If I place a thin current carrying conductor (electric current=i)in a magnetic field, the force acting on it is F=i(lXB). I have a doubt. Is B the external magnetic field or the vector sum of the external magnetic field and magnetic field produced by it?
External. Magnetic field produced by current in conductor cannot exert a force on conductor. Use right hand thumb rule to see direction of magnetic field induced by current.
Let's say we have a current carrying rod, using right hand thumb rule we see magnetic field exists in circular loops perpendicular to current. In order to exert a force we need B x v. Inside the conductor the direction of magnetic field cannot be defined because it will be a circle with radius 0. Therefore, current induced magnetic field does not exert force on rod.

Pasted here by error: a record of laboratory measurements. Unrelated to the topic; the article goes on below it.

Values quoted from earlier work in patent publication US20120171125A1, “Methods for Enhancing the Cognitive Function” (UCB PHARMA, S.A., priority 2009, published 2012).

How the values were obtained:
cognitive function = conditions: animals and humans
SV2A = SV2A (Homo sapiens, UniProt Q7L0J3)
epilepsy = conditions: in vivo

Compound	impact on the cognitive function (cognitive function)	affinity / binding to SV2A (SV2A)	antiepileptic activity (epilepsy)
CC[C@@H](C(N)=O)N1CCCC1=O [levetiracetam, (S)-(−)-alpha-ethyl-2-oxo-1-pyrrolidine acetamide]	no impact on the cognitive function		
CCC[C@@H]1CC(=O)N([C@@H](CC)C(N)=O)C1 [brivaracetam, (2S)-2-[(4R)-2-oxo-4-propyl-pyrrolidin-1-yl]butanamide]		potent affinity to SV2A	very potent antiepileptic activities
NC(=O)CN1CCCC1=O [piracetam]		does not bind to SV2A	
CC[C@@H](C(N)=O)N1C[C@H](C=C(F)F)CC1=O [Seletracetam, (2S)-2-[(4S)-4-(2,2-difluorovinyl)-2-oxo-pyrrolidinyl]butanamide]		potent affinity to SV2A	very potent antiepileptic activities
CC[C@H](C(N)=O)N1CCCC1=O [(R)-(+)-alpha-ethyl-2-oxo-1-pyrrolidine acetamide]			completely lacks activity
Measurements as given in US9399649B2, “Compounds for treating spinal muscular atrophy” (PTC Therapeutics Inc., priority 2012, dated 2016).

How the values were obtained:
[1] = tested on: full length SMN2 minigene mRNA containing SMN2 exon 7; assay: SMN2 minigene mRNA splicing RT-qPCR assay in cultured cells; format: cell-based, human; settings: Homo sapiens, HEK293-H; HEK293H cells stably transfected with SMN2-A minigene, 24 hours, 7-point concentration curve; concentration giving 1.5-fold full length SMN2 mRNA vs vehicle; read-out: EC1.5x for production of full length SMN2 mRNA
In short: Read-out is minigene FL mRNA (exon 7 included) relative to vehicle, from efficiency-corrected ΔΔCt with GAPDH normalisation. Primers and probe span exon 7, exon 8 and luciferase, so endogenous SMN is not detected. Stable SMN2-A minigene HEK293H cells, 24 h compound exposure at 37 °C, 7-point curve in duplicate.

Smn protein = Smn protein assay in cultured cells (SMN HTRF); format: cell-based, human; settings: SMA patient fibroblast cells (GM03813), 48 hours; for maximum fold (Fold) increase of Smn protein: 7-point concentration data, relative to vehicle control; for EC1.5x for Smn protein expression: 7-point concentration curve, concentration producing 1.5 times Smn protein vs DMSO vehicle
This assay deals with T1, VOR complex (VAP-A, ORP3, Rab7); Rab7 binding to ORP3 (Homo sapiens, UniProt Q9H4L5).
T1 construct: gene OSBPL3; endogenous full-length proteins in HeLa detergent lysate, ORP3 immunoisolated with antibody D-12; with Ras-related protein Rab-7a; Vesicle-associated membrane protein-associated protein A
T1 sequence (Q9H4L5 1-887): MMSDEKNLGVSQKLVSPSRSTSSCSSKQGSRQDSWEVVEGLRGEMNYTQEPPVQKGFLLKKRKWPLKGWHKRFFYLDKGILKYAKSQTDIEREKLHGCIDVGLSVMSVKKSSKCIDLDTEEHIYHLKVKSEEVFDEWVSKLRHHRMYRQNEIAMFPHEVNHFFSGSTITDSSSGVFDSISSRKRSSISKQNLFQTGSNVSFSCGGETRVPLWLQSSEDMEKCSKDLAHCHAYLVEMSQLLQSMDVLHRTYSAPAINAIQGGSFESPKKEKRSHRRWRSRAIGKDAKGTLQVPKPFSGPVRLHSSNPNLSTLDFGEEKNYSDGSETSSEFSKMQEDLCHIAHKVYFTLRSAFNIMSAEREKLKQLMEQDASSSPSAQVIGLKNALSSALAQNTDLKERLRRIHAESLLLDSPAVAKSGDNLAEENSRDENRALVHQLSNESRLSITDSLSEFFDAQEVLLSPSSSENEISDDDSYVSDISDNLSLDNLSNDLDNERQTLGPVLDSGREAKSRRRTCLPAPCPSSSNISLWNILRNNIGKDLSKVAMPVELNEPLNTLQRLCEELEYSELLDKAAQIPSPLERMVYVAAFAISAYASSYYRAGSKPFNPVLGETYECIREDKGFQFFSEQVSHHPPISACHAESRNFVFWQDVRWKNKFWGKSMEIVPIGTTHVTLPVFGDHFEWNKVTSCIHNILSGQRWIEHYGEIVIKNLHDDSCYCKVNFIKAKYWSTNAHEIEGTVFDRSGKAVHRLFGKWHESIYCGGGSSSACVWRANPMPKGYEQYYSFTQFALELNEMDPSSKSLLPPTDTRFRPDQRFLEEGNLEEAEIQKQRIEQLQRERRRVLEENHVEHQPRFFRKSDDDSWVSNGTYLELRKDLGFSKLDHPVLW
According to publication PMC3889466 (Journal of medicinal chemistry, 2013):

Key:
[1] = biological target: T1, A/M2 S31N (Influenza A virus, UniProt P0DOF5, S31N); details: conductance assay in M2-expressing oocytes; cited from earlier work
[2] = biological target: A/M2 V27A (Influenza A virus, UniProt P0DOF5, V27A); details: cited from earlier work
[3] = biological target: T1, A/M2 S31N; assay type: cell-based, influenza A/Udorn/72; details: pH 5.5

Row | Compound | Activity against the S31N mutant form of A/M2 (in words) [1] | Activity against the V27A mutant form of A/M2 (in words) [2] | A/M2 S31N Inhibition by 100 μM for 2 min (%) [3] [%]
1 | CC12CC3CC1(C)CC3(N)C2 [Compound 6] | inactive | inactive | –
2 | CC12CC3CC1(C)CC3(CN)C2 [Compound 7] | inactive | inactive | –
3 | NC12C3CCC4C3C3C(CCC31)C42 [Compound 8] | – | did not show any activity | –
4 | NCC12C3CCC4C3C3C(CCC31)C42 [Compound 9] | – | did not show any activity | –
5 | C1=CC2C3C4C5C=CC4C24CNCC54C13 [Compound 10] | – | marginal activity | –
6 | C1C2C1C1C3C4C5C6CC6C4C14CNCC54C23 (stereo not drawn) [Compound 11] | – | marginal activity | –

Force on the conductor due to external magnetic field only. Do you mean the field due to change in current in the conductor...... That's different thing .induced magnetic field cannot exert force on conductor from which it is produced like as electric field can't exert force on a charge due to which field is produce.
A charged particle in motion experiences a magnetic force in a magnetic field.Similarly,a current carrying wire also experiences a force when placed in a magnetic field.This is because the conductor is made from a collection of charged particles.Hence the force exerted by wires is transmitted to the wire when the particles collide with the atom making the wire since they can't escape from the conductor